Alcohol can cause very serious problems, both for individuals, their families and society. But the Daily Mail’s story yesterday with the headline “Don't drink more than THREE glasses of wine a week: Oxford study claims slashing the official alcohol limit would save 4,500 lives a year” almost universally aroused derision among its many commenters. I was on World at One (31:27) discussing this Oxford study with one of the authors. I had to whip through the stats quickly so here is more of an explanation - I shall assume the science is correct and only deal with interpretation of their findings.
They modeled the effect of all drinkers reducing their consumption by 62%, so that the current median consumption of 13 gms a day drops to 5 gms a day, a median reduction of a unit (8 gms of alcohol) a day each. (I should add that this 62% reduction is not stated in their paper, but can be inferred from their use of log-normal distributions for fitting alcohol consumption).
They found around 4500 deaths were avoided or delayed each year from certain chronic diseases known to be associated with alcohol: these causes together lead to 170,000 deaths each year, so 4,500 is around 2.5%. These causes lead to around 36% of all deaths out of the England total of 550,000, so this 62% fall in alcohol consumption would be associated with around a 1% reduction in the total death rate each year. They did not model the effects on accidental or violent deaths, which would increase this figure, possibly even doubling it according to Australian guidelines. But frankly I’m surprised the effect is so little for such a huge change in behaviour.
Suppose we do assume that inclusion of accidents and violence doubles the benefits, so that everyone has their annual risk of death from chronic disease reduced by 2% each year. Then using current life-tables we can work out that, over a life-time, this adds up to around 11 weeks extension of life-expectancy . Assuming 60 years drinking, that’s around 5 minutes extra a day for a median reduction of one unit a day. Put this way, it doesn’t seem a huge benefit.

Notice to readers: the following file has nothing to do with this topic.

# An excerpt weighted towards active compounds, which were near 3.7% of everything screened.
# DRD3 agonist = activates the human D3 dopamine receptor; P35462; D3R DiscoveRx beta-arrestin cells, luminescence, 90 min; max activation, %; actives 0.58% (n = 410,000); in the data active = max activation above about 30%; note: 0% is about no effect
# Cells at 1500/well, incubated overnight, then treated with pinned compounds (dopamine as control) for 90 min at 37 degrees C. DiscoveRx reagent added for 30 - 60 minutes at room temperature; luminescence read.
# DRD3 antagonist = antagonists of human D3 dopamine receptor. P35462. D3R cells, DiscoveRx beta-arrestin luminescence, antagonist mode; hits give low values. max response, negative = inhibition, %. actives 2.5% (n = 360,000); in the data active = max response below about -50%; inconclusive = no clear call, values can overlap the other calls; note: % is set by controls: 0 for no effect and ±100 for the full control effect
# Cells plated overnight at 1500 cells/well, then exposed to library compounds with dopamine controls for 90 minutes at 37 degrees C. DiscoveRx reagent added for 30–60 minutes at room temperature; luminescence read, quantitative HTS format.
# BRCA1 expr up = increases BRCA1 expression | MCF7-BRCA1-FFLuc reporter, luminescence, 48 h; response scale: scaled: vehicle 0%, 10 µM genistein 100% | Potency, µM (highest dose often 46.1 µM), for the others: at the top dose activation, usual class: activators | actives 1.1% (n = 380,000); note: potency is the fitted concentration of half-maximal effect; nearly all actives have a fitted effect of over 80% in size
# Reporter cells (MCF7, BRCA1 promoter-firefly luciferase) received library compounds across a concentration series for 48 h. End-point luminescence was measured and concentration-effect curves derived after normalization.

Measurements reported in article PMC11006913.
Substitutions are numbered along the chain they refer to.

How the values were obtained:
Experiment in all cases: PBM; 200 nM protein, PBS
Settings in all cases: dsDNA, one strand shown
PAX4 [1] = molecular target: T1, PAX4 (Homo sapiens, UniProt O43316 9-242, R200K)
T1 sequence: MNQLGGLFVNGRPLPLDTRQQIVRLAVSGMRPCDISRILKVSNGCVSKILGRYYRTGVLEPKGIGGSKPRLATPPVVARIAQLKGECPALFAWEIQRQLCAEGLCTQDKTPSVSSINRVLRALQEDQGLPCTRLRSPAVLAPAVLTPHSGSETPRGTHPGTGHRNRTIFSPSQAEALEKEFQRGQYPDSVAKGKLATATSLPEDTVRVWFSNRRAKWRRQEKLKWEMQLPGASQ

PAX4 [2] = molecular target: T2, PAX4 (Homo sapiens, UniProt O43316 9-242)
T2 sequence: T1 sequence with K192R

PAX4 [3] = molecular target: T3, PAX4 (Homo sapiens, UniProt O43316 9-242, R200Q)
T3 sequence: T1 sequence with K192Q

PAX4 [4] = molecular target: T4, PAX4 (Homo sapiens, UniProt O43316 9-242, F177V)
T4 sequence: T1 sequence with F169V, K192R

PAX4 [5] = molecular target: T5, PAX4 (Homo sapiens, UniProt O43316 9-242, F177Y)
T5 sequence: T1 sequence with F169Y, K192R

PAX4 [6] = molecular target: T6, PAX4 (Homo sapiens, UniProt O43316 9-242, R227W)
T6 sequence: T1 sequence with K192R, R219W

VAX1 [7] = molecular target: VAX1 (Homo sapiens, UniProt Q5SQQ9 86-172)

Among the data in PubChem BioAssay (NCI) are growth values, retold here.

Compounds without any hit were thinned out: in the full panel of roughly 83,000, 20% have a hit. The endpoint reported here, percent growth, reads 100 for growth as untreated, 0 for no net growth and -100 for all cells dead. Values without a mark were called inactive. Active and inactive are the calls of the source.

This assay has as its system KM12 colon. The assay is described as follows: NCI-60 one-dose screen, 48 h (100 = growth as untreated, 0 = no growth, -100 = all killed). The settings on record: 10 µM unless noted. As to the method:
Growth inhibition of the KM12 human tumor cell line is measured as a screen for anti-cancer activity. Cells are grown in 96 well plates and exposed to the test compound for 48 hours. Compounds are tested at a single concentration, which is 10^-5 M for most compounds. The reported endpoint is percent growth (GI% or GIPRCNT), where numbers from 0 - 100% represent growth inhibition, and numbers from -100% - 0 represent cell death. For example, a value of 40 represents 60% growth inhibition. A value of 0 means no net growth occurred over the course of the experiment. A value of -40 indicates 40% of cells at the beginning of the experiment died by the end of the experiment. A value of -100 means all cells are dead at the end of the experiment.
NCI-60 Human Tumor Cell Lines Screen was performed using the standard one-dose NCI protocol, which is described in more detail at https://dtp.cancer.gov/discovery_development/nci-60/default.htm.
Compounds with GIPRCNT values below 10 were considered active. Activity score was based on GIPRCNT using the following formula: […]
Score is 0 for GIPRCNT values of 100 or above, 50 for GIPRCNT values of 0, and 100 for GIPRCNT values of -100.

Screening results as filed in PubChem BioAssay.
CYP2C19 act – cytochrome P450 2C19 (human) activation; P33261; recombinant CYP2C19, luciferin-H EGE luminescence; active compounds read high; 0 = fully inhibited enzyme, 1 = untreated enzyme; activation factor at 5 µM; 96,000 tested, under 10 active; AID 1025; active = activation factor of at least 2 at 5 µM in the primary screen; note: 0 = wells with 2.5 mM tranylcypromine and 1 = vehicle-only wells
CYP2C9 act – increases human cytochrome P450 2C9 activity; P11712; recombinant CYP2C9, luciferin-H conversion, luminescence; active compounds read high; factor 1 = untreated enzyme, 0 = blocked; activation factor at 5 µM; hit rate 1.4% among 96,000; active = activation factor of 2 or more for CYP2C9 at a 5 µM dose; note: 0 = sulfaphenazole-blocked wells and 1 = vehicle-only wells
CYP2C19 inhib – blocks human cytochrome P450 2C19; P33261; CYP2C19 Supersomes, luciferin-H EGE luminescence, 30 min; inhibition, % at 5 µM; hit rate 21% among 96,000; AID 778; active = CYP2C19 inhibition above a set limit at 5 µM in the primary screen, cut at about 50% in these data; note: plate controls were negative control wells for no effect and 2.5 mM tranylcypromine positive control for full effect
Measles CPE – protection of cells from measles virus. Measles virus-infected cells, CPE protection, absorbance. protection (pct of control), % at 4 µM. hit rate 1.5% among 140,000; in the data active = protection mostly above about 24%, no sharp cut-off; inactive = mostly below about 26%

So while there probably is an increased risk from drinking above a low level, each extra unit only takes around 5 minutes off your life. This figure matches fairly well what we worked out when discussing the use of Microlives, and makes 6 units (around 2 pints of strong beer) roughly equivalent to 2 cigarettes or each day of being 5Kg overweight.
Of course if you are shoveling the stuff down, then 5 minutes a unit adds up, and possibly the loss per unit is higher for heavy drinkers. But at low levels people may well think it’s a reasonable trade-off.
But what about government guidelines? On World at One, the study’s author said that the duty of epidemiologists is to search and find out, and it is “up to other people to interpret that data”. But this does not seem to square with the categorical statement in the paper that
“On this basis, we recommend that the public health target for alcohol consumption in England should be to reduce median alcohol consumption to half a unit per day for both men and women.”
OK, this is a ‘public health target’ rather than government guidelines, but it is not surprising that this story was so badly reported when this kind of claim is made.
The crucial question that such a ‘public health target’ leads to is this: should government guidelines really be about trying to reach absolute rock-bottom risk? For example, the authors show that we could save even more lives by getting the 29% of teetotalers to do the decent thing and start boozing, but it is doubtful that this will become government policy.
And what would such “minimize-risk” advice do with children’s activities, sport, driving - in fact everything? I know this sounds like a Daily Mail diatribe against the nanny state, but even the HSE do not try to minimize risk, but base their judgments on the concept of ‘acceptable risk’.
Let’s hope that, when the new alcohol guidelines are established, they treat us all as intelligent adults rather than children and allow us to see the consequences of our actions in a clear way. This should be based on the type of evidence presented in this study, but perhaps interpreted rather differently.